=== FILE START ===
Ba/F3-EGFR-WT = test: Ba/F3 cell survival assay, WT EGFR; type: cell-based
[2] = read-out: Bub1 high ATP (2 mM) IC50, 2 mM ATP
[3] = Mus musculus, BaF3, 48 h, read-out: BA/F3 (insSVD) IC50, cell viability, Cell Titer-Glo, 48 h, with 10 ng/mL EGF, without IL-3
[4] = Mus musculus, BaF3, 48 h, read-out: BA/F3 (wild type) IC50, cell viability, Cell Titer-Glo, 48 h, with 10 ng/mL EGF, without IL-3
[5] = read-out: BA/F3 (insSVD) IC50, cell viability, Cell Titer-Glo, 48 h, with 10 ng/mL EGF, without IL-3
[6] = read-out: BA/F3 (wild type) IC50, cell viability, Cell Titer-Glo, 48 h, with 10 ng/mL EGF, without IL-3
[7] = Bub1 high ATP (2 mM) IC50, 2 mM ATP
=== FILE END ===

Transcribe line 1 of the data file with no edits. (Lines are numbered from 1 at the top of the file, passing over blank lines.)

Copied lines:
Ba/F3-EGFR-WT = test: Ba/F3 cell survival assay, WT EGFR; type: cell-based